I suppose not in a title, but behind it that I mean. What does the title say to the reader? I know what it tells me as the writer and the creator of that title that houses the innards of a literary jaunt into fantasy (not Fantasy, I enjoy watching it and occasionally reading it but do not write it) I called Two Struck Images.
First, some background.
I had the treat one fall weekend in 1999 to host my younger brother at the 135th reenactment of the Civil War battle of Chickamauga. I had enough uniform parts and an extra rifle to fully outfit him (save for the shoes, I to this day still apologize for having to wear my old, worn out brogans that need re-soled). I was always the history buff and he went along for reasons of his own. I’d been away to college and then permanently settled in Albuquerque, New Mexico afterwards and married while he was in Atlanta, Georgia. I think he was glad for some company.
With my reenacting battalion, the Army of the Pacific, we portrayed Heg’s 15th Wisconsin as our guiding impression and for the first day’s scripted battle. The 15th Wisconsin was part of the bloody action that took place on the Viniard Farm and suffered heavily on that first day’s combat. At the event was a period photographer and he and I sat for two images to be struck. Two different poses, two different images and we each kept our favorite to take home. Some time later I was looking at my own image and penned this short story of two brothers and the images they possessed. I titled it Two Struck Images for the story told of the battle and the tie one boy finds with that past when found he finds one of the images 150 years later.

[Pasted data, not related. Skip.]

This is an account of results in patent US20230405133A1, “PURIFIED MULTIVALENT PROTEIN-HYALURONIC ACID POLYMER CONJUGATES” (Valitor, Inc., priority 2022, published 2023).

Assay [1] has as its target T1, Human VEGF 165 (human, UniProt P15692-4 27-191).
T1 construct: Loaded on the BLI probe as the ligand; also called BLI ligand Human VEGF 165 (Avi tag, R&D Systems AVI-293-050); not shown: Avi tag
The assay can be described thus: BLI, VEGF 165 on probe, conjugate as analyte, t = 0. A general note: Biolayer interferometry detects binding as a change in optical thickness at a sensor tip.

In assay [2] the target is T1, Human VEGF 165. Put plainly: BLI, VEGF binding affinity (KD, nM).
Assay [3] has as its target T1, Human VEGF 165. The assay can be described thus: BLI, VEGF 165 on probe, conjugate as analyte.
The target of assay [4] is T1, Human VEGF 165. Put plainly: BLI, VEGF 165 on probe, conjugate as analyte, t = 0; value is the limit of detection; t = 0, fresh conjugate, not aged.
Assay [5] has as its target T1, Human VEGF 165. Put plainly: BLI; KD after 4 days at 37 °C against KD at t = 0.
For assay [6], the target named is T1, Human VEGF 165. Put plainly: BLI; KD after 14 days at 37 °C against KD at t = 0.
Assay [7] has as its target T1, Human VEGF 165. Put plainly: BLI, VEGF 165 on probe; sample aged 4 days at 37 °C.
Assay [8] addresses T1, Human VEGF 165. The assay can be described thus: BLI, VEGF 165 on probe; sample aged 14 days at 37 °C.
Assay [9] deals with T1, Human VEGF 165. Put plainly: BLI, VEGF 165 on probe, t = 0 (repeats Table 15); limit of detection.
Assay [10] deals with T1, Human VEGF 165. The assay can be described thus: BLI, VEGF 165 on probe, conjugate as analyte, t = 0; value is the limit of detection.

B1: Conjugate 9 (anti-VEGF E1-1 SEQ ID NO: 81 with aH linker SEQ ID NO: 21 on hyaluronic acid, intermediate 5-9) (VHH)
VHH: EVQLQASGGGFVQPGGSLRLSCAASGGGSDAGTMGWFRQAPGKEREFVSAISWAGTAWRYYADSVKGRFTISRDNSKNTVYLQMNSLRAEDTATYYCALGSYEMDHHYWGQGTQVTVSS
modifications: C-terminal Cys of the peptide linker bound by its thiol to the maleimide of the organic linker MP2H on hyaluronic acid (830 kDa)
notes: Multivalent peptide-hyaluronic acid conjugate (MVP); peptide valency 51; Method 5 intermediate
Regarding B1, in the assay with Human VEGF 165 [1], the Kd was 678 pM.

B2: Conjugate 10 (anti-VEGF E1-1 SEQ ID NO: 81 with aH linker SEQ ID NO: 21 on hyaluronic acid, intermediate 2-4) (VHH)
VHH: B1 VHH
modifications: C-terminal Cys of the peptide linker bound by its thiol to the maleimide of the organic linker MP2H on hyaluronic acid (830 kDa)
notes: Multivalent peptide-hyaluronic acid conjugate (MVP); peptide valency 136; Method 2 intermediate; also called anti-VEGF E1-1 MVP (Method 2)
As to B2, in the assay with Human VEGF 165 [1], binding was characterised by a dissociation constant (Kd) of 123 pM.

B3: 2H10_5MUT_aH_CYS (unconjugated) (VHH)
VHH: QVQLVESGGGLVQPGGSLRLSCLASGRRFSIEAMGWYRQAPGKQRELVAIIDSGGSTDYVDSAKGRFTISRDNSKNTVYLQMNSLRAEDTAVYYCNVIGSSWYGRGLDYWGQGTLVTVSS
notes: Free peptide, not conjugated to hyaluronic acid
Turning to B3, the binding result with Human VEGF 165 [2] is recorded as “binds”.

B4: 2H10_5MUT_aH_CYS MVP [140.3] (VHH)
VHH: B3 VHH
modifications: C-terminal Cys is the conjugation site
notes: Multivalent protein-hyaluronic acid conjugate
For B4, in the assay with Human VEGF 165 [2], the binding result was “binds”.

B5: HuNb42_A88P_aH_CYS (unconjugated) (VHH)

Today I have commissioned someone to edit the story and someone else to do the cover image and for the first time I was confronted with the difficulty of my title. I conceived of it and titled it and to me it ties things together. From here on out, however, I need to step away from it as the writer and approach it as a reader who knows nothing of what I know about the two images and the role they play in the story. Hard to do. I only get one shot to appeal to someone, I want to toe that line between engaging mystery and confusion.
Please leave other thoughts in the comments section. If you have other title suggestions leave those too. Short story to be released on Kindle in May.
I’m not sure I’ve seen an image that captured billowing steam like this before, but the ghosting along the image partially obscuring the men in the background is probably steam from the cook stove at left. These images were taken of the USS Monitor on station in the James River in 1862 after she was sent to respond to the CS Merrimack’s incursion into Hampton Roads to attack the Union blockading fleet on March 8 and 9, 1862. As a keen eyed reader pointed out, you can clearly see a dent in the turret in the second image. The Monitor would sail up the James after the Merrimack was scuttled on May 11th, 1862 when the Confederates abandoned Norfolk (the Merrimack’s base) and it was too deep of draft to make it up the James River so it was destroyed. These two images would have been taken some time between the loss of Norfolk and the destruction of the Merrimack and the Monitor’s participating in the bombardment of the Confederate Batteries on Drewry’s Bluff on the James River in support of General George B. McClellan’s Peninsular Campaign on May 16th, 1862.